For African people, dance is an efficacious way of expressing this holistic participation in a significant event. Cultural anthropology, expressed also in some iconography, considers dancing as the most complete way of influencing time and space, thus crossing time and space to reach and transmit the import of foundational events of the present community. While singing expresses and embodies time and painting or sculpture space, dancing expresses and embodies the two dimensions together in a supreme vital synthesis. Hence liturgical dancing, if properly studied, pastorally prepared and theologically, spiritually and aesthetically monitored, could really become an eminent way of making meaningful sense and effective experience of the mystery of Christ in an African context, where the corporal and corporative dimensions are essential for life. These have a powerful therapeutic dimension.[38]

African liturgical dancing has to be “properly studied, pastorally prepared and theologically, spiritually and aesthetically monitored.” The concerns of those who are afraid that African dance may degenerate in a show searching for applause rather than being a deep religious experience of prayer are real. At times superficial and shallow adaptations attract criticisms that do a bad service to the powerful meaning and potentials of African dance.

In synthesis, we could apply to the liturgical African dance what Carla De Sola says about liturgical dance in general:

Liturgical dance has a healing and prophetic role to play in the church and for the world. It is not ‘“icing on the cake.” It epitomizes our relation to our bodies and by extension our relation to the earth. Redeeming the body and redeeming the earth are connected. In today’s world, our earth is in trouble. The earth is dancing a passion. The vibrations of the earth’s dance resound in every one of our cells. Liturgical dance calls us to respond to the anguish around us with a reaffirmation of the spirit. The dance and the dancer may shake us from our lethargy to a positive re-engagement to help restore the earth’s harmony.[39]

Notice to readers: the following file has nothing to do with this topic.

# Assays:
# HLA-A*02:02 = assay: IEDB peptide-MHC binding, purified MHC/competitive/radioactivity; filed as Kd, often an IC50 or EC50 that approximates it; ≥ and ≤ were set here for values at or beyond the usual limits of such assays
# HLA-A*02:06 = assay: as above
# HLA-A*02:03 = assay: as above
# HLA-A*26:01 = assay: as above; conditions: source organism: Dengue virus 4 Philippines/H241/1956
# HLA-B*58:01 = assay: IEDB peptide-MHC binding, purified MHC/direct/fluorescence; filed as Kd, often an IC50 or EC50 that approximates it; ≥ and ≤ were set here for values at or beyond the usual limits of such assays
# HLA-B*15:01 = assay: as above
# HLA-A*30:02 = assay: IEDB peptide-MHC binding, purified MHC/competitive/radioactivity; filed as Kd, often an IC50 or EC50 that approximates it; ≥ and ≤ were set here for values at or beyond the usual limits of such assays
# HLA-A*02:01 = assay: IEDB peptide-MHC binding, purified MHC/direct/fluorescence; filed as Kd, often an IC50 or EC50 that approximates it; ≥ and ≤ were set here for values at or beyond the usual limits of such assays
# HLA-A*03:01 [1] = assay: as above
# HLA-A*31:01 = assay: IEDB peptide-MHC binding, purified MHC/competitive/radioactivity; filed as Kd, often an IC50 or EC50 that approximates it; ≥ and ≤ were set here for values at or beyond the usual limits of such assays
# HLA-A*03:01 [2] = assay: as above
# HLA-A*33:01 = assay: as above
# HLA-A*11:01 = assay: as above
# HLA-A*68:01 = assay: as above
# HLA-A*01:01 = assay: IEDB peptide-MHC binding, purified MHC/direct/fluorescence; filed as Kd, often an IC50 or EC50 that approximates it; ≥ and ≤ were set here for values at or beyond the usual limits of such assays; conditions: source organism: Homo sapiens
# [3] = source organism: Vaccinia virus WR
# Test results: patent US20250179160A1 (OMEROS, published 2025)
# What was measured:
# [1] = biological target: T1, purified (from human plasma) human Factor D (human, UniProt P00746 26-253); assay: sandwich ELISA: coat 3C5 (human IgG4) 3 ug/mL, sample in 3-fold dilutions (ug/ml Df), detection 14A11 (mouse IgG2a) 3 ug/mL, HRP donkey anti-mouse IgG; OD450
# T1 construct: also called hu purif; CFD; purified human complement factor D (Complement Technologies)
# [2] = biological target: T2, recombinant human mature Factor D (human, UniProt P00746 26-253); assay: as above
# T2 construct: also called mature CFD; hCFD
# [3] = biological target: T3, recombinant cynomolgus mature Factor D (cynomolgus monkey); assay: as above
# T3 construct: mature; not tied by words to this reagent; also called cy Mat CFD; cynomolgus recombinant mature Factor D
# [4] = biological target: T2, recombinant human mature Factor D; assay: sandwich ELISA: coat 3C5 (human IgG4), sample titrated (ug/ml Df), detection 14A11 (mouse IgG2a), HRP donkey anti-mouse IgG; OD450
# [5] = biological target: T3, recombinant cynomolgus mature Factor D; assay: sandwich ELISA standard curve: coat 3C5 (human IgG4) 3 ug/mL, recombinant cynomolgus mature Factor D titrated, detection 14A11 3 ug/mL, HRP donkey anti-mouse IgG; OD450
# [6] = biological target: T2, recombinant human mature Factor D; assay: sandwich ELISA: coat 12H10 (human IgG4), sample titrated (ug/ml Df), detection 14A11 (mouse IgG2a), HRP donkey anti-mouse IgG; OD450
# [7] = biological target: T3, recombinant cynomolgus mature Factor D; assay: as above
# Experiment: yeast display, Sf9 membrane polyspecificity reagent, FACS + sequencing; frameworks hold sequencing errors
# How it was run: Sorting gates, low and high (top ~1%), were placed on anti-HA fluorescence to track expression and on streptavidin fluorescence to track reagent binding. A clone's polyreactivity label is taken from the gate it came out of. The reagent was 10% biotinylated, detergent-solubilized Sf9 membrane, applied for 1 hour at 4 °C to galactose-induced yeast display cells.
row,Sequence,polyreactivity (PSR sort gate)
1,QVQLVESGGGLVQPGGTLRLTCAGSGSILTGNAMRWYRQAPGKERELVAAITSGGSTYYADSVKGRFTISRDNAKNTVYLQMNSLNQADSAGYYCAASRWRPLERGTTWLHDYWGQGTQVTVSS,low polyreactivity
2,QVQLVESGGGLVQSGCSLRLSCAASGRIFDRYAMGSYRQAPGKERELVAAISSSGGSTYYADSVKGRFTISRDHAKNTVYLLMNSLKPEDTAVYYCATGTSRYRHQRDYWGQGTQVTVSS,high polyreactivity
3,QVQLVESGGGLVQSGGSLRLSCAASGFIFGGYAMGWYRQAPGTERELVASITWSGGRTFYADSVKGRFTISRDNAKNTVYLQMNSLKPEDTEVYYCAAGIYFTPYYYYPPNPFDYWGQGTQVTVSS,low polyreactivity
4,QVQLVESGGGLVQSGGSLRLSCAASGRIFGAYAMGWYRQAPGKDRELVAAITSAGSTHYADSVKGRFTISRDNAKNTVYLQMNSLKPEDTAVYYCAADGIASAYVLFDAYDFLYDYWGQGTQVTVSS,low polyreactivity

4.
Pointers for a more daring liturgical inculturation

The appreciation of the deep cultural-religious meaning of the African language, drum and dance should lead efforts to fully integrate their potential power of ritual “representation” of the saving mystery of Jesus Christ in “making present and operative” the events of his death and resurrection with an actualizing power of existential transformation. This is in the light of the axiom of Leo the Great: “What was visible [conspicuous, as corporeally perceivable] in the Redeemer now [after his Ascension] is transferred to the sacraments [liturgical celebrations].”[40]

The traditional liturgical trilogy anamnesis-epiclesis-methexis is somehow one-dimensional (intellectual-spiritual participation through the mediation of a text). In an African setting, it would become more corporeal (conspicuous). It would be a three-dimensional expression of poetry, music and dance (text-music-movement or language-drum-dance). The African dance would become a vital synthesis of painting-sculpture-architecture at the service of the ritual memorial. It would respect a holistic incarnational perspective, more in line with the mystery of Christ’s incarnation, thus less “gnostic”, as the western doctrinal and abstract texts and their spiritual assimilation risk to become.

This more daring process of liturgical inculturation demands some conditions that somehow meet the concerns of those who are critical of liturgical dances, like the then cardinal Joseph Ratzinger, for fear that they degenerate into merely aesthetic shows. There is need of a deep study and appreciation of our three elements of African culture. In his recent Exhortation Commitment of Africa (19 November 2011), the pope emeritus deals with the topic of inculturation underlining three basic dimensions, which could serve as methodological guidelines to creatively inspire a true process of inculturation.[41] I try to reinterpret the three pointers in the light of our topic.